Air Pollution Control Equipment Services, Coal

CMS backs out of Ill. power plant deal

8 May 2007 — According to the Associated Press, CMS Energy Corp. has bowed out as a partner with Peabody Energy in developing and running a planned $2.5-billion, coal-fired power plant in southern Illinois, saying it could not find enough customers to justify its investment.

AP reported that CMS Energy Corp. said in a Securities and Exchange Commission filing that it withdrew from the project last month “because, at this time, it does not meet our investment criteria, including the level of power purchase agreements for our share of output” from the proposed 1,600 MW plant.

“Without those contracts in place, we couldn’t make sure our return expectations could be met without higher-than-planned risks,” a CMS spokesman was quoted by the AP as saying.

It was not immediately clear how plans for the plant might be affected by the departure of CMS, whose subsidiary CMS Enterprises was to have been the Prairie State Energy Campus’ lead developer, construction chief and operator of the power plant.

Prairie State plans call for the plant as well as a new coal mine nearby to supply it. CMS and Peabody each were to own 15 percent of Prairie State through a shared limited liability company, with other stakes held by various Midwest utilities and cooperatives.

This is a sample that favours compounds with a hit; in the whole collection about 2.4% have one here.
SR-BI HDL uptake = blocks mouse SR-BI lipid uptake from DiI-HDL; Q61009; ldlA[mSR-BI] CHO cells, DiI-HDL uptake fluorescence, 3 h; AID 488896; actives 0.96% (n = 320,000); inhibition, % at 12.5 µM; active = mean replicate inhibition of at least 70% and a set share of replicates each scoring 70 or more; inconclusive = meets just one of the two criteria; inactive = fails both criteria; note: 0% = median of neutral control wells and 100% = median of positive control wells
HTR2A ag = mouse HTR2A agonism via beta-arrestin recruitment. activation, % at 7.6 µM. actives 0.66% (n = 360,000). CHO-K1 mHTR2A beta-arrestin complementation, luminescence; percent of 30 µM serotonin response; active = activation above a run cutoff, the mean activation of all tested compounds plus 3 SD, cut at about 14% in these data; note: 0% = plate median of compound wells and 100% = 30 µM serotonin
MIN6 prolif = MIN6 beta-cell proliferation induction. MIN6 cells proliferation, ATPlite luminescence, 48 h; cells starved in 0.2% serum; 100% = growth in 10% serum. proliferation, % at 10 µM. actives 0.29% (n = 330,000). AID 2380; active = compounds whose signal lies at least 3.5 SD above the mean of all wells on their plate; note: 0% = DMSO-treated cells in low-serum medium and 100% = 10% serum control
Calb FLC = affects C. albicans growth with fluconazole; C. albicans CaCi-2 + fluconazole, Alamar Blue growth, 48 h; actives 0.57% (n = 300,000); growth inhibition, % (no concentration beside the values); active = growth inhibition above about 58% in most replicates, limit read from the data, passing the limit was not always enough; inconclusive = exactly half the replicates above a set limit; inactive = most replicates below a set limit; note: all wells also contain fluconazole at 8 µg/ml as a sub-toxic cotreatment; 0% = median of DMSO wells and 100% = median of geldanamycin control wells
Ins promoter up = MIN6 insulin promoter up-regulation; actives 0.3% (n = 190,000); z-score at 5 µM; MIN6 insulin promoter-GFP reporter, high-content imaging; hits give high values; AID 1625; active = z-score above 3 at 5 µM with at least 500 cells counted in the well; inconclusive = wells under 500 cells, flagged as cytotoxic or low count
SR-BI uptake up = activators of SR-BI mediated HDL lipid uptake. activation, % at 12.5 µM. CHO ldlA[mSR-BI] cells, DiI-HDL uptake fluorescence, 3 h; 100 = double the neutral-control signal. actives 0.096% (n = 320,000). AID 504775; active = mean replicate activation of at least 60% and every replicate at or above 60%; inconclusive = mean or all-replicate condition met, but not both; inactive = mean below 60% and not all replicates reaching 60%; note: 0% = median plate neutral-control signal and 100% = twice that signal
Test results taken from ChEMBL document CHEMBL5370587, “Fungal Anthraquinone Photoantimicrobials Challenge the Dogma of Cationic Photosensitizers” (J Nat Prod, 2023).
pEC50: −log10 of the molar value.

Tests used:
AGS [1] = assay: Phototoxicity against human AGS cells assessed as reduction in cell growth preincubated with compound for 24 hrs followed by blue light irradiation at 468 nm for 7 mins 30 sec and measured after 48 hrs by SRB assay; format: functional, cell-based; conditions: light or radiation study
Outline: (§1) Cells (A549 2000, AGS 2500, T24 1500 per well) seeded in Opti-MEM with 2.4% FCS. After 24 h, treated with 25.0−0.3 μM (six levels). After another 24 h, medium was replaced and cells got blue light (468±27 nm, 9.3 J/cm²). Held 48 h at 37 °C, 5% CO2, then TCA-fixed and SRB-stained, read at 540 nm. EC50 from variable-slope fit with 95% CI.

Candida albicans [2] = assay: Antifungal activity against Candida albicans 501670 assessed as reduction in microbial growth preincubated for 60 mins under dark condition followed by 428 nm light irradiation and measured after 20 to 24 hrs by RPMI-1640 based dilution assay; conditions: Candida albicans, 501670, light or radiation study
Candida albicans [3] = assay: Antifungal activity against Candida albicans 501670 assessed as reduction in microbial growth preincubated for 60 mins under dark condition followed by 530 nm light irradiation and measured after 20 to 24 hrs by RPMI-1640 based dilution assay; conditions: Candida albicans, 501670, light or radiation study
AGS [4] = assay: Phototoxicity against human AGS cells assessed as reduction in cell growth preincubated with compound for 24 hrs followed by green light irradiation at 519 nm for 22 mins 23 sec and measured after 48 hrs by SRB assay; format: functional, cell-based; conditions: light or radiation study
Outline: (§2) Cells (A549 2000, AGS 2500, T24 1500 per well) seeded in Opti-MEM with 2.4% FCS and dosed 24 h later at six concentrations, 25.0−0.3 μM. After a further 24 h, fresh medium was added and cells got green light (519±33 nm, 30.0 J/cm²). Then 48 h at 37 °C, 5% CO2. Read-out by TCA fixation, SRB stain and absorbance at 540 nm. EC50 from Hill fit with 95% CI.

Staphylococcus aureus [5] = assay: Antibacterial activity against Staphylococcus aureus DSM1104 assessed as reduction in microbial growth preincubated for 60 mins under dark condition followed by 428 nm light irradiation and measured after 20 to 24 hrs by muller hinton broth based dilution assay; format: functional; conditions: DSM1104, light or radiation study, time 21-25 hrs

“We’re confident the project will move forward,” Holyfield said.

AP reported that Peabody Energy issued a statement expressing appreciation for CMS’ interest in Prairie State, saying it “always expected a certain ebb and flow to the project.” Peabody said it continues to refine the project’s engineering and design and plans to announce additional milestones. CMS’ regulatory filing did not specify terms CMS sought from would-be customers or whether the company had to compensate Peabody for backing out of the deal.

“That’s all confidential,” Holyfield said.

The plant would be fueled by six million tons of coal expected from a new Lively Grove Mine; electricity would be distributed through the Ill. power grid and transmitted to Midwest communities and other energy suppliers.

AP reports that Peabody has said more than half of the plant’s output from its dual 800 MW units has been spoken for by a consortium of six Midwest utilities.

The company has said it expects the project to create 450 permanent jobs and pump some $100 million into the local economy each year.

Prairie State, which Ill. Gov. Rod Blagojevich has called the biggest private capital project ever planned for southern Ill., has been hailed as a milestone in helping revive Ill.’s ailing coal fields, which in previous decades were overlooked in favor of cleaner-burning Western coal.

But environmental and public health groups have argued that the plant would pose a health risk and diminish visibility in southeast Mo.’s Mingo National Wildlife Refuge by releasing sulfur dioxide, mercury and other pollutants into the air.

According to AP, Peabody spokeswoman Beth Sutton said the new plant will have advanced pollution controls, including scrubbers that will remove 99.9 percent of fine particles, and 98 percent of sulfur dioxide, a pollutant that contributes to fine particles.

The Sierra Club’s Midwest Clean Energy Campaign has countered that the project still would worsen existing pollution.

Prairie State has all major permits necessary to begin construction. Peabody last fall began building the infrastructure at the plant’s site, though no ground actually has been broken yet for the plant itself.

AP reported that Peabody has said construction would take about four years.